WNIJ continues to review important races in the upcoming Illinois Primary Election on March 20. Lisa Madigan has been the state’s attorney general for four terms and was elected as the first female to hold that office in the state’s history. She announced in the fall she would not seek re-election. On this week’s Friday Forum, we take a closer look at the crowded field vying to be the state's next top lawyer.
Matthew Dabros is chair of Public Policy and Administration as well as a political science professor at Aurora University. He says it was a surprise when Madigan made her announcement.
Republican Erika Harold had announced her intention to run before Madigan's bombshell. Dabros says Harold entered the race with name recognition. Harold is a former Miss Illinois and Miss America. She has her bachelor’s degree from the University of Illinois and a J.D. from Harvard Law School. She is a private attorney in downstate Illinois and has been a previous candidate for Congress.
Gary Grasso also is running for the position on the Republican side. Grasso has degrees from Georgetown University and Fordham School of Law. He was the former Mayor of Burr Ridge and he is currently on the DuPage county board.
The Democratic side is much more crowded, including a familiar name for many Illinois voters -- former Illinois Gov. Pat Quinn.
"Political scientists talk about a phenomenon known as 'progressive ambition.' That’s the idea that former members of Congress or statewide office holders will seek progressively more powerful offices," Dabros explained. "So you see members of the United States House of Representatives going to the Senate, and you see Senators vying for the Presidency of the United States. So it’s not entirely uncommon for a politician to seek other offices."
He says that, in the case of Pat Quinn, some people might at first be surprised he’s seeking the office of Attorney General, seeing that he was previously the Governor. But Dabros notes that those in that position in states across the country have taken on a larger role in national issues.
"In recent years they’ve negotiated settlements with the tobacco industry, they’ve taken on big businesses, they’re involved in issues related to immigration," Dabros said. "Perhaps Pat Quinn, like others, is looking at this as an opportunity to have a national role in politics."
Democrat Scott Drury ran into a paperwork mishap in his quest to run for the office. At one point it looked like his name was not going to appear on the ballot, but a judge has since ruled that he can stay on.
Drury has his bachelor’s degree from the University of California - Berkeley and a J.D. from Northwestern University. He’s a current Illinois State Representative, and he’s been relatively critical of House Speaker Mike Madigan.
"Drury has made some statements that perhaps he feels that he was treated unfairly by the election officials, but his name is back on the ballot." Dabros said.
Sharon Fairley became Chief Administrator of Chicago’s Independent Police Review Authority, the agency that investigated police misconduct, and led its transformation into the Civilian Office of Police Accountability.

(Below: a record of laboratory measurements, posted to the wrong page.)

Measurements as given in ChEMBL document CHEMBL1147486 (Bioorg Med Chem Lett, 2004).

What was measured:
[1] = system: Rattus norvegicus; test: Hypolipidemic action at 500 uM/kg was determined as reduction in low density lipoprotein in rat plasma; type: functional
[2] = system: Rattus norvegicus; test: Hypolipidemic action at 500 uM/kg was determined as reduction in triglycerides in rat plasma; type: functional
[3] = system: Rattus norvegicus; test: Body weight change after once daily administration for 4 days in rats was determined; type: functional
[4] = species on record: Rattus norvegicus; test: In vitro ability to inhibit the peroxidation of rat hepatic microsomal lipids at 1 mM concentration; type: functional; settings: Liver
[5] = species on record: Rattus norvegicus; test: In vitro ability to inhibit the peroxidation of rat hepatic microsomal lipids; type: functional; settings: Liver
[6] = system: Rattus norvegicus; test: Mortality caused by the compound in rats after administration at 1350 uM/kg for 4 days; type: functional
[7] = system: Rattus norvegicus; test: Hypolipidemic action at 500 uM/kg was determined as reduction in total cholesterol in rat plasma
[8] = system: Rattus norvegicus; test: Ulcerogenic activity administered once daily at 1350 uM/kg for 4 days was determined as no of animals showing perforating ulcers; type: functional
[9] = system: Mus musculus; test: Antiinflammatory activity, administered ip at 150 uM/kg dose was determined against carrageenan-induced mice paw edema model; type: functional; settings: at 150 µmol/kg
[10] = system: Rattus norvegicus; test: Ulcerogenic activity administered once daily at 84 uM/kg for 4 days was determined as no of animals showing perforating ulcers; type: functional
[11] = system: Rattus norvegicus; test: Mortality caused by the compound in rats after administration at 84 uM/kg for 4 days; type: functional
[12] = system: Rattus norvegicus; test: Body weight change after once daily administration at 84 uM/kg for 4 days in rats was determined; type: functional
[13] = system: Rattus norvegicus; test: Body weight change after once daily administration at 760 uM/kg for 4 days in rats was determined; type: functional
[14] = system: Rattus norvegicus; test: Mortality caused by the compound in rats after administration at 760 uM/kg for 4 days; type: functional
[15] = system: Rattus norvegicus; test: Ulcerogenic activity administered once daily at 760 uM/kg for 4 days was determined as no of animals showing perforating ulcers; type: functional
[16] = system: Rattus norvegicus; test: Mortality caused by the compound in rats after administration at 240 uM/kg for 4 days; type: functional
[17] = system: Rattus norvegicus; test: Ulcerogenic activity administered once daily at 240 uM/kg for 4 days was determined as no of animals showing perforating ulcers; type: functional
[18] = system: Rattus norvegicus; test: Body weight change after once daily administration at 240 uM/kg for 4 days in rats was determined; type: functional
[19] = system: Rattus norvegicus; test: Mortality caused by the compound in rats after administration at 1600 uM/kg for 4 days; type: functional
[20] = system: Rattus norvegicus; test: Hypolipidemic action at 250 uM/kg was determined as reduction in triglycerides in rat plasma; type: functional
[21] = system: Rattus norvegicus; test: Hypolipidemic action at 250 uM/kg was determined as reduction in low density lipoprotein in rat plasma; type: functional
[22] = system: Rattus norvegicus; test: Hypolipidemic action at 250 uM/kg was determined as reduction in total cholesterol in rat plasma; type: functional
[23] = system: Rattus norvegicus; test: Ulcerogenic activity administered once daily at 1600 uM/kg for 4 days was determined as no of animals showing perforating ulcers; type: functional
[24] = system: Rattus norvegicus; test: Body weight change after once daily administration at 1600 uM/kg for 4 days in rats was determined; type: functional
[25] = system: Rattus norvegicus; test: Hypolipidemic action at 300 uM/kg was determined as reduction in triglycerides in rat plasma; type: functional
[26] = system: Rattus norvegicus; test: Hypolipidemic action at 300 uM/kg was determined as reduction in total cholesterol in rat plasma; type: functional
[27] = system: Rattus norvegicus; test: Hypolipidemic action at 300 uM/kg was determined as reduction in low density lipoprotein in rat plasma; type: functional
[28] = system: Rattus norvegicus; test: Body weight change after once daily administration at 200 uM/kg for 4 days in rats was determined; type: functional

She has her bachelor’s from Princeton, and degrees from the University of Pennsylvania and the University of Chicago.
"She’s stated that the reason she’s running is she’s dedicated her life to public service and wants to clean up Illinois," Dabros said. She also received the endorsement of the Chicago Tribune for the Democratic primary.
Aaron Goldstein is a 33rd Ward Chicago Democratic Committeemen. He has a bachelor’s degree from the University of Illinois and a J.D. from the University of Iowa.
According to Dabros, "He’s looking forward, he says, to putting forward a 'bold, progressive agenda.' His priorities if elected are standing up to big businesses and what he says is going to be real criminal justice reform."
Renato Mariotti is a former federal prosecutor. He has his bachelor’s from the University of Chicago and a J.D. from Yale Law School.
"He wants to restore economic justice to Illinois," Dabros said, "and his priorities, he says, are fighting back against the Trump administration."
State Sen. Kwame Raoul was appointed to fill Barack Obama’s state Senate seat. "His priorities, if elected, are transparency in government and also criminal justice reform," Dabros said. His background is a bachelor’s from DePaul University and a J.D. from Chicago Kent Law School. Raoul received an endorsement from the Chicago Teachers Union.
Nancy Rotering is a two-term Mayor of Highland Park. She has held a variety of other civic positions and has a J.D. from the University of Chicago and an MBA from Northwestern.
Jesse Ruiz is a commissioner with the Chicago Public Schools’ Desegregation Monitoring Commission, a commissioner of the Illinois Supreme Court Character and Fitness Committee from 1999-2004, and was the Chairman of the Illinois State Board of Education from 2004-2011. Ruiz has a bachelor's degree from University of Illinois and a J.D from the University of Chicago.
No one has the incumbency advantage, and Dabros doesn't have any guesses as to who will win the respective primary races.
"Certainly Pat Quinn is known, Kwame Raoul is known, Erika Harold is known from the Republican side, but I don’t think that there is at this point a front runner," Dabros said.